Saturday, September 02, 2006

More on the Electoral College

Keryn wrote recently about the Electoral College. She read me another piece that is also worth linking to on the subject. This was was from Pete du Pont on Opinion Journal.

Du Pont points out that direct election of presidents would probably lead to candidates focusing only on large cities and the issues important to city dwellers. This would strike at the heart of the compromise forged by the Founders that led to the bicameral legislature. Small states and large states get equal representation in the Senate while representation in the house is aportioned by population.

The other convincing argument from du Pont's piece was the probability of weaker presidents elected by a smaller percentage of the population. Without an electoral college with a winner-take-all system, you'd have more candidates running for a slice of the pie. There is no such thing as a run-off election (which would require a change in the constitution), so a candidate could become president by only winning 15% of the vote in a crowded field of hopefuls. Such a president would lack a mandate that comes from majority votes.

(Incidentally, I tend to favor a proportional allocation of electors as mentioned by gsbbyu in this comment.)

Reach Upward said it well in his recent comment, "Our Founders constantly turn out to have done a pretty fine job." Amen.


Scott Hinrichs said...

Since all of the county-by-county red-blue maps of the '04 elections show that most urban areas trend liberal while less urban areas trend conservative, the plan to eliminate the Electoral College would overrepresent liberals while underrepresenting conservatives. But good government requires that the system be as fair as possible. Smart guys, those founders.

Anonymous said...

Um, I don't think the Founders had liberals and conservatives in mind when they cobbled together the compromise that gave us the electoral college (which was largely meant to punt on the problem of how to elect the president, while ensuring that slave states ratified the constitution).

It's unimaginable that today we have a presidential election in which not every vote is equal. Why is no one suggesting we use an Electoral College system to elect the governor of NY? After all, you'd want to balance out the "city dwellers", right? The reason is that such a suggestion would be preposterous.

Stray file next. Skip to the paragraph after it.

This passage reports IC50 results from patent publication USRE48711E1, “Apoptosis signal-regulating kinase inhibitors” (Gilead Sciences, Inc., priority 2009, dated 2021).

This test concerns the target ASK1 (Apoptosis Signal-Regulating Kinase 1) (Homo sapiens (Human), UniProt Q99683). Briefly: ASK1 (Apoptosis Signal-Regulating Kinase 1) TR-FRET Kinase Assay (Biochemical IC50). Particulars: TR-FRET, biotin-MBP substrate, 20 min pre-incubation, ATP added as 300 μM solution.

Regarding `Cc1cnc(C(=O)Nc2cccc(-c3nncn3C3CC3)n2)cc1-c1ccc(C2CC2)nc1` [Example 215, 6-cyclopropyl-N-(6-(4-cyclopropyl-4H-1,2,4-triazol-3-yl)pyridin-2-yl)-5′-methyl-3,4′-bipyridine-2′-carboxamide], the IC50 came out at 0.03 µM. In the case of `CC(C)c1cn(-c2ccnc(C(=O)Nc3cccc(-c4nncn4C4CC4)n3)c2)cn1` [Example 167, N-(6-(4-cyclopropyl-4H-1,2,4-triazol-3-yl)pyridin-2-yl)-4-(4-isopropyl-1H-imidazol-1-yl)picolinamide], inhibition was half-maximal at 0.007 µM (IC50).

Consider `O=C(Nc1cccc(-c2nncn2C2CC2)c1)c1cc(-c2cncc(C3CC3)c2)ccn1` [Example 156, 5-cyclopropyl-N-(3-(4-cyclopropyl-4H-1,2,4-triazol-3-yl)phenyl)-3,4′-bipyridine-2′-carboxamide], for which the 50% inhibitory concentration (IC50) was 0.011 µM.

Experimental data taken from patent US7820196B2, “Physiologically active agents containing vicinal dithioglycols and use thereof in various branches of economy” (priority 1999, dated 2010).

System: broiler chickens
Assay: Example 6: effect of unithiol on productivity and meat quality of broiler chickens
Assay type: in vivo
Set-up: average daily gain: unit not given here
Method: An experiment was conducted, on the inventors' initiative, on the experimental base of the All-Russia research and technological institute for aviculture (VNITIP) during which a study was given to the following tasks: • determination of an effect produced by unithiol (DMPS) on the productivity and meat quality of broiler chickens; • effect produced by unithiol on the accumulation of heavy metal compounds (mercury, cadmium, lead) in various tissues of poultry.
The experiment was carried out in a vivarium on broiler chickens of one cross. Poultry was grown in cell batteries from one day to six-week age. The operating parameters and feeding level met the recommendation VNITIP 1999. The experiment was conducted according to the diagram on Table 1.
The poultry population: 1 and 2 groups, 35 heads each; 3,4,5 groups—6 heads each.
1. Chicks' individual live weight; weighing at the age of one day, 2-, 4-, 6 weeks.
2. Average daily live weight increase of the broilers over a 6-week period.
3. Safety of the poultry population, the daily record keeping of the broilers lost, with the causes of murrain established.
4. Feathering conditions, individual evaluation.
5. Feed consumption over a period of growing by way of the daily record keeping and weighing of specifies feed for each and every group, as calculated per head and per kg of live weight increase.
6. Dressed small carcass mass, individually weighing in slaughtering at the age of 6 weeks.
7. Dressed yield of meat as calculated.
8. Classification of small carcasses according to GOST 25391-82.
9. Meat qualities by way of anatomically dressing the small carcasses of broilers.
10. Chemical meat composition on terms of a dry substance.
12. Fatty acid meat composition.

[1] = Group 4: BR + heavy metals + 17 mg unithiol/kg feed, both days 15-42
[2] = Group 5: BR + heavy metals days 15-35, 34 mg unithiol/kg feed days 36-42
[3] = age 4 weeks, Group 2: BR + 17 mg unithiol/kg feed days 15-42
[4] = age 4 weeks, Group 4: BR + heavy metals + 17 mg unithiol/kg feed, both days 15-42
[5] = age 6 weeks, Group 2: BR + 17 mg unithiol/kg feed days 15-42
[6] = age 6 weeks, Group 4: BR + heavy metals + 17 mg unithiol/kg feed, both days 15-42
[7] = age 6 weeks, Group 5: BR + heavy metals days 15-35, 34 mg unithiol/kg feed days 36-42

The president should be elected the same way we fill every office in the United States: By popular vote, and via a process in which every vote is equal.

Remember, half of the framers owned slaves. That wasn't so smart (in our view), and neither were their hideous compromise(s) in the Constitution -- like the Electoral College -- meant to preserve it.

Bradley Ross said...

Anonymous, I understand the point you are making. It is a very intuitive point that is pretty persuasive. But I'm even more impressed recently by the advantages that we get from using the electoral college system. Consider the recent election in Mexico. Because the vote counts were so close, every single vote in the country is questionable. The electoral college limits vote recounts to single states rather than making them a country-wide affair. That was one of the big points from the article Keryn linked earlier on the electoral college.

Scott Hinrichs said...

Actually, the Founders were concerned about conservative and liberal viewpoints when they cobbled together the compromise. Go back and read the debates on the issue. They didn't use the labels we use today, but they were talking about the same thing.

Slavery is a black mark on our nation that we cannot simply sweep under the rug, but the Union would not have happened at all had northern representatives insisted on immediately ending the vile practice. It is also myopic to think that *every* law we live with today that came about partially to appease slave owners is inherently bad because of its origins. Each such law needs to be considered in light of how it functions within our society today.

By that standard, the Electoral College has proven to be a stable standard that tends toward good government. It is the last vestige of national recognition of the value of the state as an important governmental entity.